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A logo of Toronto-Dominion Bank (TD) is seen at a branch location in Toronto in this file photo.

AARON HARRIS/Reuters

One of Canada's largest banks is raising rates on some of its mortgages amid tighter federal mortgage-insurance rules and mounting concerns about soaring home prices.

Toronto-Dominion Bank said it has increased its prime rate for variable-rate mortgages by 15 basis points, to 2.85 per cent from 2.7 per cent, starting on Tuesday. It is the first change to a prime rate since July, 2015, when TD and other major banks slashed their rates 10 to 15 basis points after the Bank of Canada lowered its overnight rate. (A basis point is 1/100th of a percentage point.)

"We regularly review our rates and adjust them based on a number of factors, including the cost that TD pays to fund mortgages," bank spokeswoman Cheryl Ficker said in an e-mailed statement. "Increasing our rates is not a decision we take lightly. We consider the impact on our customers before proceeding with any rate change, and we communicate directly with customers whose loans or mortgages are affected."

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The increase does not affect fixed-rate loans or home equity lines of credit.

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TD's move comes in the wake of new rules affecting insured mortgages as well as regulatory changes to capital requirements for banks, which are expected to raise costs for mortgage lenders.

Last month, Finance Minister Bill Morneau announced higher qualifying rates for mortgages with down payments of less than 20 per cent along with restrictions on the types of mortgages that can be covered by government-backed portfolio insurance.

The Office of the Superintendent of Financial Institutions also rolled out new rules that will require lenders to hold more capital against riskier mortgages. Those rules kicked in at the start of the fiscal year, which for most major banks is Nov. 1.

Collectively, those changes are expected to make it most costly for financial institutions to lend against housing. However, analysts have predicted that the new rules will hit non-bank lenders the hardest.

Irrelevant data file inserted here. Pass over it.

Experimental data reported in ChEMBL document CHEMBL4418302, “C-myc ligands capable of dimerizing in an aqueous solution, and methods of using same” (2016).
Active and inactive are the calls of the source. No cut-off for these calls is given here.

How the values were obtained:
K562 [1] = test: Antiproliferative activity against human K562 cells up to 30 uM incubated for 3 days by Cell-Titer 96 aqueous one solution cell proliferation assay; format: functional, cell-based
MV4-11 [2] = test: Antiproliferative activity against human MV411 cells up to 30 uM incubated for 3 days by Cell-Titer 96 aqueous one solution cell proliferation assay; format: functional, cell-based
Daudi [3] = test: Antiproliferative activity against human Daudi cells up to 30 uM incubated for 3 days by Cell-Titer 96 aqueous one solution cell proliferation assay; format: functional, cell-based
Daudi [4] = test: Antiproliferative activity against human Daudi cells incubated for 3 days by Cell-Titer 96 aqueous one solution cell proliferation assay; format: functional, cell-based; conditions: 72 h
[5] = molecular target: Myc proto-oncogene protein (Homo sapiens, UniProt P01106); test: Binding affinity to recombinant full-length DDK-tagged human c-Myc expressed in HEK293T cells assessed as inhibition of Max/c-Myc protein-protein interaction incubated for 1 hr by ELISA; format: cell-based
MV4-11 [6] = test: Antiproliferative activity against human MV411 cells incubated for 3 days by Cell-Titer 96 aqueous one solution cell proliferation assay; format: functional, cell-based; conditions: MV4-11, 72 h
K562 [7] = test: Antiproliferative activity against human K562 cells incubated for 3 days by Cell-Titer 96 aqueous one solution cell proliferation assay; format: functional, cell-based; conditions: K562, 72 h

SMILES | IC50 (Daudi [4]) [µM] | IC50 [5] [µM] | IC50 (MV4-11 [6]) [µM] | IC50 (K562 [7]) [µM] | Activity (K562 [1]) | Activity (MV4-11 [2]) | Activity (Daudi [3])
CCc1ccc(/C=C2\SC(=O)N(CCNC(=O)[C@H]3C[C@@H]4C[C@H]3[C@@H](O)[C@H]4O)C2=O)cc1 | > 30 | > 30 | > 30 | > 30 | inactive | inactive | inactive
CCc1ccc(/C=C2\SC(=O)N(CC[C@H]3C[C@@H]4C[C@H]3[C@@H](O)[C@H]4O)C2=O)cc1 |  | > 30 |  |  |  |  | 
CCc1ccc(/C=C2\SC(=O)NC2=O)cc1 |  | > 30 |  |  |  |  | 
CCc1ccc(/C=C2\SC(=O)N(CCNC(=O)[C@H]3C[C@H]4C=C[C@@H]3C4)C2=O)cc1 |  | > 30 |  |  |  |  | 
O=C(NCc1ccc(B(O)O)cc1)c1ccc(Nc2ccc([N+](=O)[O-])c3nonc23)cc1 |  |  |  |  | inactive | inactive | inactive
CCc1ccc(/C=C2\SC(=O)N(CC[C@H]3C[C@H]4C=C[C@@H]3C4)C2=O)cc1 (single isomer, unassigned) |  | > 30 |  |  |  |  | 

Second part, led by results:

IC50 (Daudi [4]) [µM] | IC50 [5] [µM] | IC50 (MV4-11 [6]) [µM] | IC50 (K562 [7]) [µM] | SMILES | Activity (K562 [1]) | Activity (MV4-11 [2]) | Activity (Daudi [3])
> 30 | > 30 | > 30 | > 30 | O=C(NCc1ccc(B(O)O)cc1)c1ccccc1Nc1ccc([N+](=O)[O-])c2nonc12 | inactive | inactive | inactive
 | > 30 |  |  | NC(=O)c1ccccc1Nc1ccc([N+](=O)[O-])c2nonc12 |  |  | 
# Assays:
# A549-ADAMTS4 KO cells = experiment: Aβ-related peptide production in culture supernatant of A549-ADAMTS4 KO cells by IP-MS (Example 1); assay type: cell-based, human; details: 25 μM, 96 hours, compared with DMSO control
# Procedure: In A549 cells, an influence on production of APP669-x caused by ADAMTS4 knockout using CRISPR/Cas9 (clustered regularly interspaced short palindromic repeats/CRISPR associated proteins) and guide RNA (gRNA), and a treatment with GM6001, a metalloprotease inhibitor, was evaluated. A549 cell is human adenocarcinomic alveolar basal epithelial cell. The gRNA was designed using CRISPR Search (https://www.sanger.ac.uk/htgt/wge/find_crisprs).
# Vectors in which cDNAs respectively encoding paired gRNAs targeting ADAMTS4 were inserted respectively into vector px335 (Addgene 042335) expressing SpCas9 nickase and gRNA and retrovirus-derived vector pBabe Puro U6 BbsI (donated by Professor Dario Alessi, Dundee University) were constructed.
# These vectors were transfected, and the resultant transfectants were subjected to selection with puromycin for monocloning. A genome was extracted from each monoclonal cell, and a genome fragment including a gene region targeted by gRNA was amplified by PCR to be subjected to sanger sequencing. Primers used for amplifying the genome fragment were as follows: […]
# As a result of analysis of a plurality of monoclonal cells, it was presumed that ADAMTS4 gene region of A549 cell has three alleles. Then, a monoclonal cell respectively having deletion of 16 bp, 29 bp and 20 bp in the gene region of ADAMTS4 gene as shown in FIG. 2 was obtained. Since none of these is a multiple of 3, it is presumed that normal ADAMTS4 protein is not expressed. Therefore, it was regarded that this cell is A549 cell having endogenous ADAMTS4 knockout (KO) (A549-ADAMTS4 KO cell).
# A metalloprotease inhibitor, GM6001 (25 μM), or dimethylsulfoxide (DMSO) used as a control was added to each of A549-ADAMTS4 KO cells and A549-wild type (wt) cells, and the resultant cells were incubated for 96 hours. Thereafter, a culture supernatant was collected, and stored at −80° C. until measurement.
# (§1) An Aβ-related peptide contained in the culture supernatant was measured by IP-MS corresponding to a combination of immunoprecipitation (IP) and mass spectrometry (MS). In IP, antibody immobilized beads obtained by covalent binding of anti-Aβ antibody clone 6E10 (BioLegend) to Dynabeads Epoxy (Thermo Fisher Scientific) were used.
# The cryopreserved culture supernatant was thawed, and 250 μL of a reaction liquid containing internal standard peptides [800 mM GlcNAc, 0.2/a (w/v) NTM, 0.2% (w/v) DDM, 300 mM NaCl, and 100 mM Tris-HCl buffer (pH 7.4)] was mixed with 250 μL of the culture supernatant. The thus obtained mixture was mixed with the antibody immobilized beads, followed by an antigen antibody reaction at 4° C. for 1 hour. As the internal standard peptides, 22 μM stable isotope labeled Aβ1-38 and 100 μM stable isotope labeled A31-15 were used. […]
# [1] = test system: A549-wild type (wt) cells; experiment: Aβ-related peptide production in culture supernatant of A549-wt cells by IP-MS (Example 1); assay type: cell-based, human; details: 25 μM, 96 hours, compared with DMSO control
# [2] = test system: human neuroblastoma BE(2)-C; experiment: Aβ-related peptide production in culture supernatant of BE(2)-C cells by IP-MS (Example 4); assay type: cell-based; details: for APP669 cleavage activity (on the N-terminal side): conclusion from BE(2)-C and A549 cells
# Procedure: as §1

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The S&P/TSX banks subindex rose to its highest level since 2014 as investors expected the Big Six banks to be the major beneficiaries of the new housing finance rules. "The market's view is that under the more stringent regulations, banks will be able to capture market share from non-bank lenders, who currently supply about a third of the market for new mortgages in Canada," National Bank of Canada economists wrote in a report on Tuesday.

Other major banks left their mortgage rates unchanged on Tuesday. While the banks tend to quickly match rate changes by competitors, TD is unique among Canadian banks in that it has two different prime rates: one that affects floating-rate loans, such as lines of credit, and one that is specific to variable-rate mortgages. TD left its bank-wide prime rate unchanged.

Consumers with existing TD variable-rate mortgages will not see their monthly payments rise, but more of their payments will go toward interest rather than principal, meaning that it will take them slightly longer to pay off their loans. The bank said clients could increase the frequency of their payments or opt for an early renewal into a fixed-rate mortgage instead.

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